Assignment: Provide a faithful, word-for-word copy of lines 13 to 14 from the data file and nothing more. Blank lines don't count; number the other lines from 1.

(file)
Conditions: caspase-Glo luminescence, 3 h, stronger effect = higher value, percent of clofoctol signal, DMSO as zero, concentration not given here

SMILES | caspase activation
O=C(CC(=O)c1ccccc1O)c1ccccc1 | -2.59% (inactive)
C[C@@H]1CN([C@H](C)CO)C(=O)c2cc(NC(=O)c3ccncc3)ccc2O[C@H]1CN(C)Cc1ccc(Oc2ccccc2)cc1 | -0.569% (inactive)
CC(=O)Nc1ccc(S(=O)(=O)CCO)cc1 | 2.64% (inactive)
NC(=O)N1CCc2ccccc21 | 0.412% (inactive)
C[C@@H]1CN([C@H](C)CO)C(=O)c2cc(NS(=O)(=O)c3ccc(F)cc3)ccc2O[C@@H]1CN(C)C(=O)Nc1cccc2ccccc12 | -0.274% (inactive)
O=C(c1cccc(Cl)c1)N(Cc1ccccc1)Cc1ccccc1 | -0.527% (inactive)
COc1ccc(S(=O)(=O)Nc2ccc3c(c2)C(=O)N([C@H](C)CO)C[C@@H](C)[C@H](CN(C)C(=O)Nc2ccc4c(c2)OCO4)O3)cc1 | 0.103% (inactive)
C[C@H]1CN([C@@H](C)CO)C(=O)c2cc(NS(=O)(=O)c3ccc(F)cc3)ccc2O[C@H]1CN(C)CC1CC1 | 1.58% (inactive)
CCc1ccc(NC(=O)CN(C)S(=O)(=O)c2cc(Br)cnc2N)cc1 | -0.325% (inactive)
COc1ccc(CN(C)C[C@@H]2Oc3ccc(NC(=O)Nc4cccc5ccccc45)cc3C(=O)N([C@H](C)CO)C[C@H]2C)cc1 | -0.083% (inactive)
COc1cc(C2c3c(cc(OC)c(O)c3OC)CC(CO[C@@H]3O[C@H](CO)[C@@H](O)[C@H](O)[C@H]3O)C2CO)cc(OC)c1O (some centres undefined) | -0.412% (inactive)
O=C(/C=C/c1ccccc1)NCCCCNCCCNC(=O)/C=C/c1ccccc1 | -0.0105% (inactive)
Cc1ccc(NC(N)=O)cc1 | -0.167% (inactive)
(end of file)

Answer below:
COc1cc(C2c3c(cc(OC)c(O)c3OC)CC(CO[C@@H]3O[C@H](CO)[C@@H](O)[C@H](O)[C@H]3O)C2CO)cc(OC)c1O (some centres undefined) | -0.412% (inactive)
O=C(/C=C/c1ccccc1)NCCCCNCCCNC(=O)/C=C/c1ccccc1 | -0.0105% (inactive)